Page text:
Approval voting

A political cartoon about the 1920 Greek referendum, depicting a voter at the ballot box being watched by the spirit of War. This shows the form of ballot boxes used in 19th–20th century Greece for approval voting.
On an approval ballot, the voter can select any number of candidates.

Approval voting is a single-winner electoral system where each voter may select ("approve") any number of candidates. The winner is the most-approved candidate.

Robert J. Weber coined the term "Approval Voting" in 1971.[1] Guy Ottewell described the system in 1977.[2] It was more fully published in 1978 by political scientist Steven Brams and mathematician Peter Fishburn.[3]


Approval voting ballots show a list of the candidates running for that seat for each office being contested. Next to each name is a checkbox (or another similar way to mark "Yes" or "No" for that candidate).

Each candidate may be treated as a separate question: "Do you approve of this person for the job?". Approval voting lets each voter indicate support for one, some, or all candidates. All votes count equally, and everyone gets the same number of votes: one vote per candidate, either for or against. Final tallies show how many voters support each candidate, and the winner is the candidate whom the most voters support.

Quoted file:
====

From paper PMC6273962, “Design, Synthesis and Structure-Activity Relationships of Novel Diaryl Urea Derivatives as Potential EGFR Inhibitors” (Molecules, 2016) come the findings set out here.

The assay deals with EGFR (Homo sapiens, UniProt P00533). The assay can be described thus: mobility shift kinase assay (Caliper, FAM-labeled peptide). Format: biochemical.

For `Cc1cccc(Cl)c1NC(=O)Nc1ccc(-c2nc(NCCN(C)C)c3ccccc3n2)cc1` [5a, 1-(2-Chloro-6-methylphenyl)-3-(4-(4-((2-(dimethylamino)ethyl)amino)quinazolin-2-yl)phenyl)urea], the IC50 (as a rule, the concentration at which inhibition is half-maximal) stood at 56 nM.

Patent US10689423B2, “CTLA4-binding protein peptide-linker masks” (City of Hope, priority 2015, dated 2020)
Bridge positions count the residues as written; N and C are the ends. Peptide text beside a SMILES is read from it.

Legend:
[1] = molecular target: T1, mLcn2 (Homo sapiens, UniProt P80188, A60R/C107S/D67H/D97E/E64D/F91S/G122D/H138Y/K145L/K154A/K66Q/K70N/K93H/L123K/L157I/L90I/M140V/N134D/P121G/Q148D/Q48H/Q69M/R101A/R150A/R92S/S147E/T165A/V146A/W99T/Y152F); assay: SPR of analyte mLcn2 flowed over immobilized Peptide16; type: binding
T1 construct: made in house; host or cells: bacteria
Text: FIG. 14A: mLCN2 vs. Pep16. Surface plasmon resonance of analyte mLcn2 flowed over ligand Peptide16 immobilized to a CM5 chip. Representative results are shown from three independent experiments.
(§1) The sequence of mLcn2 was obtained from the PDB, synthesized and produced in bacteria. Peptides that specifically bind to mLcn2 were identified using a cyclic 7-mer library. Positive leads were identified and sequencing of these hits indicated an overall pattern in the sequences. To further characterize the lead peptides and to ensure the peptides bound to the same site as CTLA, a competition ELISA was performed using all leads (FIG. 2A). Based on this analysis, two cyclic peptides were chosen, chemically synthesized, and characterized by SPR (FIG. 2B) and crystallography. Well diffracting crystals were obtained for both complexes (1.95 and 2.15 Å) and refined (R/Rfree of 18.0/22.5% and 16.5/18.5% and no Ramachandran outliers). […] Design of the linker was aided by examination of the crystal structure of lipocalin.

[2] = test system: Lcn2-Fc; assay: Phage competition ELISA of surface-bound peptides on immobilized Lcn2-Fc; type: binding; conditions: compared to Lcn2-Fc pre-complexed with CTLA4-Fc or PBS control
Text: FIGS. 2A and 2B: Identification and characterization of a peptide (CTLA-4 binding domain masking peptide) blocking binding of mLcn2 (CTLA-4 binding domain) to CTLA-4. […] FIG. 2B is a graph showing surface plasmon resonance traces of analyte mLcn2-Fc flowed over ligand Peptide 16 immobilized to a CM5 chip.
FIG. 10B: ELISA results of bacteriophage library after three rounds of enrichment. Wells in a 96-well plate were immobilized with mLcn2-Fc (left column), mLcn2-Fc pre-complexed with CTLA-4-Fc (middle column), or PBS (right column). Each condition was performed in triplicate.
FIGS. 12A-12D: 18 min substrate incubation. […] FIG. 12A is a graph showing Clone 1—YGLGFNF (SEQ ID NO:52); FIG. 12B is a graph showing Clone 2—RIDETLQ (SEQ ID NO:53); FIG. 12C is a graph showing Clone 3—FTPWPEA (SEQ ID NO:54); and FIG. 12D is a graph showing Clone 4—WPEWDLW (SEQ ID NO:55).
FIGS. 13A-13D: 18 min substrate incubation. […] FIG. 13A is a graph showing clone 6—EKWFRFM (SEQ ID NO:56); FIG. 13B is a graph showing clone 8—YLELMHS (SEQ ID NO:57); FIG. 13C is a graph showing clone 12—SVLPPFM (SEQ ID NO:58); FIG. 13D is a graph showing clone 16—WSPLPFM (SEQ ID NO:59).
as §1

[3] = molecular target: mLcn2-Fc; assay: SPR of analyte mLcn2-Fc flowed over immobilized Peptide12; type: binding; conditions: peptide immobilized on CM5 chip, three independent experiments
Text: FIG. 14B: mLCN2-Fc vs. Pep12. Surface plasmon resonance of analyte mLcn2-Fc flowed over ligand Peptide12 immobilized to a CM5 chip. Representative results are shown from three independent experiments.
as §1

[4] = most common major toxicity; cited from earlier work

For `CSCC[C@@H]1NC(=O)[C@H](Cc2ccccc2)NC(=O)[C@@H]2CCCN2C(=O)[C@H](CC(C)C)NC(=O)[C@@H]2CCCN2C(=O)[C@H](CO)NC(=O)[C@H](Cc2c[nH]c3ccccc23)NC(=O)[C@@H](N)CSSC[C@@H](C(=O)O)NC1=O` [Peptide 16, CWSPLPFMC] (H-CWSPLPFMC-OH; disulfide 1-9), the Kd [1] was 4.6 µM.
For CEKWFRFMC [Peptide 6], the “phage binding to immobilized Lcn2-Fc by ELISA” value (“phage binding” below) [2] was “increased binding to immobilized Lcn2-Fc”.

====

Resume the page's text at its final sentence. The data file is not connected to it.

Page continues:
Ballots on which the voter marked every candidate the same (whether yes or no) usually have no effect on the outcome of the election. Each ballot separates candidates into two groups: those supported and those that are not. Each candidate approved is considered preferred to any candidate not approved, while the voter's preferences among approved candidates is unspecified, and likewise, the voter's preferences among unapproved candidates is also unspecified.

Approval voting can be considered a form of range voting, with the range restricted to two values, 0 and 1—or a form of majority judgment, with grades restricted to good and poor. Approval Voting can also be compared to plurality voting, without the rule that discards ballots that vote for more than one candidate.